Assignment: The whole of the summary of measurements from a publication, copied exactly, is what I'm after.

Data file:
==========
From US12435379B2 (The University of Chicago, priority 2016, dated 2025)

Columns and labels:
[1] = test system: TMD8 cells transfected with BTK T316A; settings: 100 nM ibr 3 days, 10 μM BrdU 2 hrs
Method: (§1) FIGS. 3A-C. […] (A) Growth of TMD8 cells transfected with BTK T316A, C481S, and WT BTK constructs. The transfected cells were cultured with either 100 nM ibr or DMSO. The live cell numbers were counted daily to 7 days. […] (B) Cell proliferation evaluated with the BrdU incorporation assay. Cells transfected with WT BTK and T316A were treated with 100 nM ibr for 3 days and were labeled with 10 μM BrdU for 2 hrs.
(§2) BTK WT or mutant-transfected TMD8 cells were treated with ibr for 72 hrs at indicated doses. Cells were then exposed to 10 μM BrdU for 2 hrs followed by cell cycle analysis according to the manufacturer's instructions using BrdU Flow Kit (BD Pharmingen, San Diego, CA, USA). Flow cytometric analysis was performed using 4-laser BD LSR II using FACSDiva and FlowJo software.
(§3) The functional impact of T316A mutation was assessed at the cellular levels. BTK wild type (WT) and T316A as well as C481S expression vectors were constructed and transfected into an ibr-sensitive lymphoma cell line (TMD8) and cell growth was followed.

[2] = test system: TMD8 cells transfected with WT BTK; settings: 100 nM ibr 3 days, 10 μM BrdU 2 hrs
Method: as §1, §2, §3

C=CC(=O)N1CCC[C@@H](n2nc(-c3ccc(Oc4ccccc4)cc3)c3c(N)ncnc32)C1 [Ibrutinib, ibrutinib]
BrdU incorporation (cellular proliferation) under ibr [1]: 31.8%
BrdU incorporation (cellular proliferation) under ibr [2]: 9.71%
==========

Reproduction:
From US12435379B2 (The University of Chicago, priority 2016, dated 2025)

Columns and labels:
[1] = test system: TMD8 cells transfected with BTK T316A; settings: 100 nM ibr 3 days, 10 μM BrdU 2 hrs
Method: (§1) FIGS. 3A-C. […] (A) Growth of TMD8 cells transfected with BTK T316A, C481S, and WT BTK constructs. The transfected cells were cultured with either 100 nM ibr or DMSO. The live cell numbers were counted daily to 7 days. […] (B) Cell proliferation evaluated with the BrdU incorporation assay. Cells transfected with WT BTK and T316A were treated with 100 nM ibr for 3 days and were labeled with 10 μM BrdU for 2 hrs.
(§2) BTK WT or mutant-transfected TMD8 cells were treated with ibr for 72 hrs at indicated doses. Cells were then exposed to 10 μM BrdU for 2 hrs followed by cell cycle analysis according to the manufacturer's instructions using BrdU Flow Kit (BD Pharmingen, San Diego, CA, USA). Flow cytometric analysis was performed using 4-laser BD LSR II using FACSDiva and FlowJo software.
(§3) The functional impact of T316A mutation was assessed at the cellular levels. BTK wild type (WT) and T316A as well as C481S expression vectors were constructed and transfected into an ibr-sensitive lymphoma cell line (TMD8) and cell growth was followed.

[2] = test system: TMD8 cells transfected with WT BTK; settings: 100 nM ibr 3 days, 10 μM BrdU 2 hrs
Method: as §1, §2, §3

C=CC(=O)N1CCC[C@@H](n2nc(-c3ccc(Oc4ccccc4)cc3)c3c(N)ncnc32)C1 [Ibrutinib, ibrutinib]
BrdU incorporation (cellular proliferation) under ibr [1]: 31.8%
BrdU incorporation (cellular proliferation) under ibr [2]: 9.71%